Grow, Share, Eat: GARLIC

Garlic harvesting is in full swing and we are loving it. This is a vegetable worth celebrating for it’s flavour, health benefits and easy-to-grow rating. It’s nutritional value includes antibacterial and anti-fungal properties (known to help fight off the common cold) and help with heart and blood health. But even before you get around to eating it, garlic is handy to have in your veggie patch; serving as a natural fungicide and aphid deterrent. If you’re new to the garlic game, here are some pointers that will help you join the harvest next year. 

In cool to temperate parts of the country, you can plant garlic cloves February - April and/or October – November. In more tropical parts though, the best time for planting is April – June. When planting, leave the papery layer around your cloves and always plant cloves with the pointy tip facing up. Be careful deciding which cloves you want to plant - not too big, nor too small! Very large bulbs often divide into two and grow as twin plants that produce lopsided bulbs. Rustic and potentially entertaining, yes - but not ideal.

Urban growers! You can plant garlic in small(ish) spaces such as raised beds but make sure they get enough sun as garlic enjoy warm soil. You can plant cloves pretty close together (4 inches apart) but remember that the closer you plant them, the smaller your cloves will be.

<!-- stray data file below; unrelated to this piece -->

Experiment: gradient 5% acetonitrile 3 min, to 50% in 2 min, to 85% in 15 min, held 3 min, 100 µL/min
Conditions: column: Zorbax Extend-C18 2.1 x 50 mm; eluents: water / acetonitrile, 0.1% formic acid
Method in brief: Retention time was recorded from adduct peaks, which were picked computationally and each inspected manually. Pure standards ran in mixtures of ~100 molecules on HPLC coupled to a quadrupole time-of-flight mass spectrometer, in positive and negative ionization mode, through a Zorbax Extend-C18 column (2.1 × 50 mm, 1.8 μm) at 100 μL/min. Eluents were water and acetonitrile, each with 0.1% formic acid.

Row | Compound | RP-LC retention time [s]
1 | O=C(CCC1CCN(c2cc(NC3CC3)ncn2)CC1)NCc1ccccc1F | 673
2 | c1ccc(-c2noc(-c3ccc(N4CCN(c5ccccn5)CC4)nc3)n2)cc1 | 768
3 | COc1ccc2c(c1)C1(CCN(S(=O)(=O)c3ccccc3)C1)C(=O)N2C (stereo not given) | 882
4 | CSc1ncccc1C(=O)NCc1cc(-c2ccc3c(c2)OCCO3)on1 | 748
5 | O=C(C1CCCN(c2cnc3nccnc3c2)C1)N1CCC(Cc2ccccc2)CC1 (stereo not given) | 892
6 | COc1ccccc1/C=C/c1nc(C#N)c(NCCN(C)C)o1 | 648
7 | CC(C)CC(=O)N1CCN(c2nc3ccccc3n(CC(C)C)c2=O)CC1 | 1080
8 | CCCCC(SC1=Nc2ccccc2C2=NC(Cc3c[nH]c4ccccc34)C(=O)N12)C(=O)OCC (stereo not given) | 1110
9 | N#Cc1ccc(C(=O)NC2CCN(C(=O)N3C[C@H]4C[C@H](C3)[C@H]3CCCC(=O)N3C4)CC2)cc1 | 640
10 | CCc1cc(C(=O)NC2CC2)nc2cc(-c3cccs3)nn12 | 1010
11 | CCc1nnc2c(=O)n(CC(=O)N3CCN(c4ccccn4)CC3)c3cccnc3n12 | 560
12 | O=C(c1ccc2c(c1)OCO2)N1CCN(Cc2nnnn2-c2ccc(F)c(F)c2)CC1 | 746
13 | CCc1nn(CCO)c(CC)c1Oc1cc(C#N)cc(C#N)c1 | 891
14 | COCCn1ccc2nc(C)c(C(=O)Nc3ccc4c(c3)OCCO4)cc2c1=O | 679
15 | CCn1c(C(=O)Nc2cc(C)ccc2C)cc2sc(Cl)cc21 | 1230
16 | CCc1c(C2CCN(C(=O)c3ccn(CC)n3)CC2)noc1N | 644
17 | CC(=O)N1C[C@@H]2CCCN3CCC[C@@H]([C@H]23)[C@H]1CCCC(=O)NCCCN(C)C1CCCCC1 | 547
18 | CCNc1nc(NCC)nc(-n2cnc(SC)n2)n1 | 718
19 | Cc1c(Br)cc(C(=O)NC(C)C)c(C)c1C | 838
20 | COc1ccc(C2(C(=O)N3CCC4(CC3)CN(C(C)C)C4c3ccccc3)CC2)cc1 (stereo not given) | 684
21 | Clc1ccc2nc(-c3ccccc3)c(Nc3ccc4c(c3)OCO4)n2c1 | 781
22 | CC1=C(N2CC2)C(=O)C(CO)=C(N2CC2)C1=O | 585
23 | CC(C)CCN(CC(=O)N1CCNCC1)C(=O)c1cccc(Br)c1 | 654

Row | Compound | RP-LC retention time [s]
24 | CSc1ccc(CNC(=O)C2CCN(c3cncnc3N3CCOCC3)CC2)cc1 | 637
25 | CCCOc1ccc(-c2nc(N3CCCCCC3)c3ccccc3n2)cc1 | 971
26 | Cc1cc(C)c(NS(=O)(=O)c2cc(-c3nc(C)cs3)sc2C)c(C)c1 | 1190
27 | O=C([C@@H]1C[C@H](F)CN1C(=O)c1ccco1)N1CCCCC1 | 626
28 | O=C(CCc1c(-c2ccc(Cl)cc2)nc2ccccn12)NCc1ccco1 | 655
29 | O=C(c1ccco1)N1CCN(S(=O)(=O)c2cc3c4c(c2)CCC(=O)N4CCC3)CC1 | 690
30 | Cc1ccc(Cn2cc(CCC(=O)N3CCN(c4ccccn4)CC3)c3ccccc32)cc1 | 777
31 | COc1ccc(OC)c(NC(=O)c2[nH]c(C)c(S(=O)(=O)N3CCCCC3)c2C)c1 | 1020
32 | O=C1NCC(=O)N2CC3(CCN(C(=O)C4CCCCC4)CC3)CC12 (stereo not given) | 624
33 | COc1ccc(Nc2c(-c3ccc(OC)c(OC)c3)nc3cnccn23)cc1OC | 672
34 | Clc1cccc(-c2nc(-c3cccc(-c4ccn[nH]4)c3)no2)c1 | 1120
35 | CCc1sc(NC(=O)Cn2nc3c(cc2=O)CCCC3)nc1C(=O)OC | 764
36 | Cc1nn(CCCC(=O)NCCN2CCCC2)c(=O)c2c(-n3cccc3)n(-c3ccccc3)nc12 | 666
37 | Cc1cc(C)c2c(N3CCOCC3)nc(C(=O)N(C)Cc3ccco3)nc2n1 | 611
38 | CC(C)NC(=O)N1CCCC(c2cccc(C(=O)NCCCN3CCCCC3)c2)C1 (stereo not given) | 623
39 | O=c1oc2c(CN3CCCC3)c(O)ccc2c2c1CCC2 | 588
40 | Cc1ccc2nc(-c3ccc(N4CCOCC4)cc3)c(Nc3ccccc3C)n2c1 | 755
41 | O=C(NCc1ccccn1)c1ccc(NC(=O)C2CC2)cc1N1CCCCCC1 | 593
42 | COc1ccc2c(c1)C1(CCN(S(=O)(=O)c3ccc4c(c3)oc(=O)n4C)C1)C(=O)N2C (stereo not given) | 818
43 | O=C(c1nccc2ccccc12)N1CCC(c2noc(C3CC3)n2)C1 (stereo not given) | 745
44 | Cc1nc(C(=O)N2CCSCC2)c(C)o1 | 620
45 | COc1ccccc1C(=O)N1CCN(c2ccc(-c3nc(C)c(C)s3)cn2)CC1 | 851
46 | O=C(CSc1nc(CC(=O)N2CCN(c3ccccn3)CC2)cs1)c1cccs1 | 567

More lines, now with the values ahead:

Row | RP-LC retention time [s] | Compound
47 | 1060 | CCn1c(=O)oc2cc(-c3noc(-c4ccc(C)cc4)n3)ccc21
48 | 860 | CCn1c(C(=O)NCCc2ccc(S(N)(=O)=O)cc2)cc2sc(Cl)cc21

It’ll take 45-60 days for stalks to grow and 180-270 before you’ll get bulbs. Your planted cloves will need to be watered daily for the first 8 weeks, then every other day until the month before harvest when 1-2 times per week is fine.

In the kitchen:

You can eat the stalks! These have a milder garlic taste and can be harvested at any time while you wait for your bulbs to mature. They are great in Asian dishes, used in a similar way to spring onions.

Now, you’re not a true garlic lover until you’ve tried Lebonese garlic sauce. It’s light, creamy, punchy and totally addictive! Here’s a quick and simple recipe: 


1 cup garlic cloves peeled (roughly 3 heads of garlic)

1 teaspoon salt

4 cups canola oil

1/4 cup lemon juice (about one lemon)

1. Place the garlic cloves and salt in a large food processor and puree until smooth. It's a good idea to scrape down the sides two or three times to ensure that all of the garlic is finely processed.

2. Turn the machine back on and slowly drizzle in the oil through the lid starting with 1/2 cup. After the first 1/2 cup has been added, pour in a teaspoon of the lemon juice.

3. Continue alternating between 1/2 cup of the canola oil and a teaspoon of the lemon juice until you've added all of the oil and lemon juice. Alternating between the two is the key to proper emulsification which creates the light and fluffy garlic sauce.

4. You know it's done when the sauce is white and thick with a similar consistency of mayonnaise. It usually takes about 10-15 minutes.